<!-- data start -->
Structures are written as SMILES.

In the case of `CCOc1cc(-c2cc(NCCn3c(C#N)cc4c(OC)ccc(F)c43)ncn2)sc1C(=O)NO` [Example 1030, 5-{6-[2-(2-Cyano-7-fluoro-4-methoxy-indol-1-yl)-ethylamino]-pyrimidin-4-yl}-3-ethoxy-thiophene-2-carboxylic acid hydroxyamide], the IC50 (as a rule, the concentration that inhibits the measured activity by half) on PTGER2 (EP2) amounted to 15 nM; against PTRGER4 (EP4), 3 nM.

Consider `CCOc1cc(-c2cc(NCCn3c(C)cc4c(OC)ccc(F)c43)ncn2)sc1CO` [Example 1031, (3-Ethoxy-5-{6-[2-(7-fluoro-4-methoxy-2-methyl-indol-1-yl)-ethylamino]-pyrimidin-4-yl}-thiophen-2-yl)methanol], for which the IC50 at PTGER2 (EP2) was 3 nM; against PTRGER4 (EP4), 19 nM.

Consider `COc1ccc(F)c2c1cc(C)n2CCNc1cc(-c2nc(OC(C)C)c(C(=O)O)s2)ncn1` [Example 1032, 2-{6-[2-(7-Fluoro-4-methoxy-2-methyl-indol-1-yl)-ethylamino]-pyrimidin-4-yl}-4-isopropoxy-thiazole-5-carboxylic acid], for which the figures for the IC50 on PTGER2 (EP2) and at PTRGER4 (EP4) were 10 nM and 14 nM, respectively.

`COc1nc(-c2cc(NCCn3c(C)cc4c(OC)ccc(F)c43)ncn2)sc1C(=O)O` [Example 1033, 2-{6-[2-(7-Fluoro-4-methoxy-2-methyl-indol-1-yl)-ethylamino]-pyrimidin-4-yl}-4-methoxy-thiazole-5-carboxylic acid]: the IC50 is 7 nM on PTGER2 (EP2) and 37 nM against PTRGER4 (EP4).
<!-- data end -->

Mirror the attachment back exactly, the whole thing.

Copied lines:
Structures are written as SMILES.

In the case of `CCOc1cc(-c2cc(NCCn3c(C#N)cc4c(OC)ccc(F)c43)ncn2)sc1C(=O)NO` [Example 1030, 5-{6-[2-(2-Cyano-7-fluoro-4-methoxy-indol-1-yl)-ethylamino]-pyrimidin-4-yl}-3-ethoxy-thiophene-2-carboxylic acid hydroxyamide], the IC50 (as a rule, the concentration that inhibits the measured activity by half) on PTGER2 (EP2) amounted to 15 nM; against PTRGER4 (EP4), 3 nM.

Consider `CCOc1cc(-c2cc(NCCn3c(C)cc4c(OC)ccc(F)c43)ncn2)sc1CO` [Example 1031, (3-Ethoxy-5-{6-[2-(7-fluoro-4-methoxy-2-methyl-indol-1-yl)-ethylamino]-pyrimidin-4-yl}-thiophen-2-yl)methanol], for which the IC50 at PTGER2 (EP2) was 3 nM; against PTRGER4 (EP4), 19 nM.

Consider `COc1ccc(F)c2c1cc(C)n2CCNc1cc(-c2nc(OC(C)C)c(C(=O)O)s2)ncn1` [Example 1032, 2-{6-[2-(7-Fluoro-4-methoxy-2-methyl-indol-1-yl)-ethylamino]-pyrimidin-4-yl}-4-isopropoxy-thiazole-5-carboxylic acid], for which the figures for the IC50 on PTGER2 (EP2) and at PTRGER4 (EP4) were 10 nM and 14 nM, respectively.

`COc1nc(-c2cc(NCCn3c(C)cc4c(OC)ccc(F)c43)ncn2)sc1C(=O)O` [Example 1033, 2-{6-[2-(7-Fluoro-4-methoxy-2-methyl-indol-1-yl)-ethylamino]-pyrimidin-4-yl}-4-methoxy-thiazole-5-carboxylic acid]: the IC50 is 7 nM on PTGER2 (EP2) and 37 nM against PTRGER4 (EP4).